Wisdom and the Origins of Moral Knowledge

In Elisa Grimi, John Haldane, Maria Margarita Mauri Alvarez, Michael Wladika, Marco Damonte, Michael Slote, Randall Curren, Christian B. Miller, Liezl Zyl, Christopher D. Owens, Scott J. Roniger, Michele Mangini, Nancy Snow & Christopher Toner (eds.), Virtue Ethics: Retrospect and Prospect. Springer. pp. 67-80 (2019)
  Copy   BIBTEX


Aristotle presents his Nicomachean Ethics and Politics as an ordered pair comprising political science (hê politikê epistêmê), suggesting an axiomatic structure of theorems that are demonstratively deduced from first principles. He holds that this systematic knowledge of ethical and legislative matters provides the ‘universals’ essential to phronesis or practical wisdom, and that its acquisition begins in sound habituation. Aristotle thereby assigns habituation an epistemic role that must be understood in light of his account of the nature of a science. This paper argues that what would be inductively established by, or on the basis of, sound habituation is the supposition that the natural kind of activity constitutive of living well exists; it establishes the supposition on which Aristotle’s definition of a eudaimon life rests. Having addressed this central interpretive issue, the paper sketches a psychologically grounded position on the substantive philosophical questions at stake. Are there natural signs of flourishing and failure to flourish present to us in our experience of attempts to live well? If such signs exist but are not sufficient to qualify ethical beliefs as knowledge in their own right, might they play a role in a science of what is good and bad for human beings?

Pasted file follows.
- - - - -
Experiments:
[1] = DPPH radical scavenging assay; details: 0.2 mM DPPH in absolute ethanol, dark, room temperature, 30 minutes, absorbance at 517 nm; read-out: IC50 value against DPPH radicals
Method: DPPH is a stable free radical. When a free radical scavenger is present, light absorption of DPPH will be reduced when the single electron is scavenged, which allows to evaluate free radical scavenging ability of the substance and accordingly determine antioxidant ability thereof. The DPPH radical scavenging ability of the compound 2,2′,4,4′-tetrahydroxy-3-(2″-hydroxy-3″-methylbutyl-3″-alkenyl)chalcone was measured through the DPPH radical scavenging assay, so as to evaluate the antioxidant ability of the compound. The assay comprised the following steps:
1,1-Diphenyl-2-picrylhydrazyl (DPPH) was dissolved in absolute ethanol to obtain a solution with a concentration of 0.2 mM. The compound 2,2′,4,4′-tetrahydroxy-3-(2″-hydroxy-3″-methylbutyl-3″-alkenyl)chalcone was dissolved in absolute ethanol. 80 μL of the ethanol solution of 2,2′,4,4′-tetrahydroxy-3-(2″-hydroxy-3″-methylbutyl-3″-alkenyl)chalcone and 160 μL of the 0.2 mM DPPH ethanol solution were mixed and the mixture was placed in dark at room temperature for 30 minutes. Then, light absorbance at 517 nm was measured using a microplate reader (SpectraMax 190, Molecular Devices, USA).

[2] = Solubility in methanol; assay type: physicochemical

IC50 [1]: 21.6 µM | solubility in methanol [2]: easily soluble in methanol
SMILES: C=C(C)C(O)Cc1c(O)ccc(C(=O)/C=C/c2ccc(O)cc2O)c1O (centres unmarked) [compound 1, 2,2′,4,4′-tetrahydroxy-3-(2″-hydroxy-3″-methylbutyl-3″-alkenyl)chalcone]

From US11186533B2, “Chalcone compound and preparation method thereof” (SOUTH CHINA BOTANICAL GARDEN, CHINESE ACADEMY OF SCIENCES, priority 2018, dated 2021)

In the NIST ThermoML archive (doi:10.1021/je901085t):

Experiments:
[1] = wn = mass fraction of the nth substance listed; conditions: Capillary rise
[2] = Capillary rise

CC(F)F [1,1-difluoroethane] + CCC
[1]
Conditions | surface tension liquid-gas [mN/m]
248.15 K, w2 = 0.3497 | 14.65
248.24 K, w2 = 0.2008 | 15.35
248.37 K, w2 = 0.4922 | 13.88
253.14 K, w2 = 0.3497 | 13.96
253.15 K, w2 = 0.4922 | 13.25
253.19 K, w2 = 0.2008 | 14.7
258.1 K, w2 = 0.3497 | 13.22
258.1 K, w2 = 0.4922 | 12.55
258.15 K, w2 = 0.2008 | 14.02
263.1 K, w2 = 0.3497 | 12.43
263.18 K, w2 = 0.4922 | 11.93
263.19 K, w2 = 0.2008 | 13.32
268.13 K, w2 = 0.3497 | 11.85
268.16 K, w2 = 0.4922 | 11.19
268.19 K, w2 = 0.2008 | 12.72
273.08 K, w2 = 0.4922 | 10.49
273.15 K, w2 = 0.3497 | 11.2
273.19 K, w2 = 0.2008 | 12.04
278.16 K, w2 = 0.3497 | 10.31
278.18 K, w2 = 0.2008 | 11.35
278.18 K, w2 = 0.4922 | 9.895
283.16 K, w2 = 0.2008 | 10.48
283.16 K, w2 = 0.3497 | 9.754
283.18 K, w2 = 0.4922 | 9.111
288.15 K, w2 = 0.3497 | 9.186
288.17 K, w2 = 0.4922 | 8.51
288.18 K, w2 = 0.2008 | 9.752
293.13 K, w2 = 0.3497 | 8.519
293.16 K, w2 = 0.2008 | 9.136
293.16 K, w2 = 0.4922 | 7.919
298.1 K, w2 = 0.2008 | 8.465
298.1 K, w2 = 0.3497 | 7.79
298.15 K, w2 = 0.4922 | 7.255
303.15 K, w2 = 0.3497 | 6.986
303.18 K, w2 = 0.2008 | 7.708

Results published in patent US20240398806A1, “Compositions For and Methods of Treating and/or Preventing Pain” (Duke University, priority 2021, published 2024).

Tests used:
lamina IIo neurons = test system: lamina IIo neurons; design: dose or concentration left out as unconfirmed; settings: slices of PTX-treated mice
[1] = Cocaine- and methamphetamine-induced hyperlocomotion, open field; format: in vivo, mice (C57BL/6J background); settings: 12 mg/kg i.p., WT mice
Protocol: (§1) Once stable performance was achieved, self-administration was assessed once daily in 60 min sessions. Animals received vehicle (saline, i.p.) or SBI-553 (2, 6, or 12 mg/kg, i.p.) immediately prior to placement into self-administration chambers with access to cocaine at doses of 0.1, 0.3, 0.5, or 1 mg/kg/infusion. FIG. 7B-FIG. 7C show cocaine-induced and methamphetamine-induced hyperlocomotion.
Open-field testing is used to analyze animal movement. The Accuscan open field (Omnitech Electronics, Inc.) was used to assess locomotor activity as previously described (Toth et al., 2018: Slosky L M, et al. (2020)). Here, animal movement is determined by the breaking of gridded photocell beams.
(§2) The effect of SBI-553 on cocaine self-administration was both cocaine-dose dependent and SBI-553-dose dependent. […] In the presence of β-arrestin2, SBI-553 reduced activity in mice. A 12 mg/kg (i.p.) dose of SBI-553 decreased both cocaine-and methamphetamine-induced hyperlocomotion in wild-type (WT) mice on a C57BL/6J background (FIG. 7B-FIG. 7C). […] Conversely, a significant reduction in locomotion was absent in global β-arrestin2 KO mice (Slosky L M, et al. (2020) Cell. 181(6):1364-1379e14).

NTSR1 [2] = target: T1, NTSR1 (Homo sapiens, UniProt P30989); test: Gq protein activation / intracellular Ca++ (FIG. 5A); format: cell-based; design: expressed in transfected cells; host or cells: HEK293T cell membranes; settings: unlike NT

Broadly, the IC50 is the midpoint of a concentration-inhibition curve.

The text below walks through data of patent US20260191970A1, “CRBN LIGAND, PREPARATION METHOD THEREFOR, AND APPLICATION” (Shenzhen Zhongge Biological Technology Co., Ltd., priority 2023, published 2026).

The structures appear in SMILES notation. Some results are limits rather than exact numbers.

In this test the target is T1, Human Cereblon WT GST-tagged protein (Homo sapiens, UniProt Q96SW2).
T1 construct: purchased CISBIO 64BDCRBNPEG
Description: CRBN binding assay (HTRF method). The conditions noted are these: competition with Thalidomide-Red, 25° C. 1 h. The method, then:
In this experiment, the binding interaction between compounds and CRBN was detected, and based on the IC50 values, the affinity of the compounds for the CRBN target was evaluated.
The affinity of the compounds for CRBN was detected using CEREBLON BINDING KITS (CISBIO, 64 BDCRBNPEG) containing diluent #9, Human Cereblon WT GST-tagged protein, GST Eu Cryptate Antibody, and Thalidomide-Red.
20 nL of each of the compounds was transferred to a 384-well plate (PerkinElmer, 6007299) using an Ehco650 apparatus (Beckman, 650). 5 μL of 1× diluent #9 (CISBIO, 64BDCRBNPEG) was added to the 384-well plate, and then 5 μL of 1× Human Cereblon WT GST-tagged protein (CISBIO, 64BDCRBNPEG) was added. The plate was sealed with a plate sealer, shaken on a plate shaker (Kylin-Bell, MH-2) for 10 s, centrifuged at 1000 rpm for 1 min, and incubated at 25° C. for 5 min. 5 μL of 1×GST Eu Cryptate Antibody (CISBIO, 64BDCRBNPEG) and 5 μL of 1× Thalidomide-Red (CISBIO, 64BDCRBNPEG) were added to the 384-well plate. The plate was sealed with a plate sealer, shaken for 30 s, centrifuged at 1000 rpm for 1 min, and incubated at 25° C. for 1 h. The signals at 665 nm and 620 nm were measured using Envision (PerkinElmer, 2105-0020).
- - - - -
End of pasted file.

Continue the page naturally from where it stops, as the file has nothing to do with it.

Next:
Upload a copy of this work     Papers currently archived: 94,439

External links

Setup an account with your affiliations in order to access resources via your University's proxy server

Through your library

Similar books and articles

Does Aristotle believe that habituation is only for children?Wouter Sanderse - 2020 - Journal of Moral Education 49 (1):98-110.
Practices of Reason: Aristotle's Nicomachean Ethics.C. D. C. Reeve - 1992 - Oxford, GB: Oxford University Press.
Aristotle on the nature of ethos and ethismos.Margaret Hampson - 2022 - In Jeremy Dunham & Komarine Romdenh-Romluc (eds.), Habit and the History of Philosophy. New York, NY: Rewriting the History of Philosophy. pp. 37-50.
Habituation, Habit, and Character in Aristotle’s Ethics.Thornton Lockwood - 2013 - In Tom Sparrow & Adam Hutchinson (eds.), A History of Habit: From Aristotle to Bourdieu. Lanham, MD: Lexington Books. pp. 19-36.
Ethical Habituation and Pleasure.Paul O'Leary - 2007 - Paideusis: Journal of the Canadian Philosophy of Education Society 16 (1):41-45.
Practices of reason: Aristotle's Nicomachean ethics.C. D. C. Reeve - 1992 - New York: Oxford University Press.


Added to PP

13 (#1,061,783)

6 months
6 (#735,879)

Historical graph of downloads
How can I increase my downloads?

Author's Profile

Randall R. Curren
University of Rochester

Citations of this work

Communication levels of the individual.V. M. Rubskyi - 2019 - Anthropological Measurements of Philosophical Research 16:24-32.

Add more citations

References found in this work

No references found.

Add more references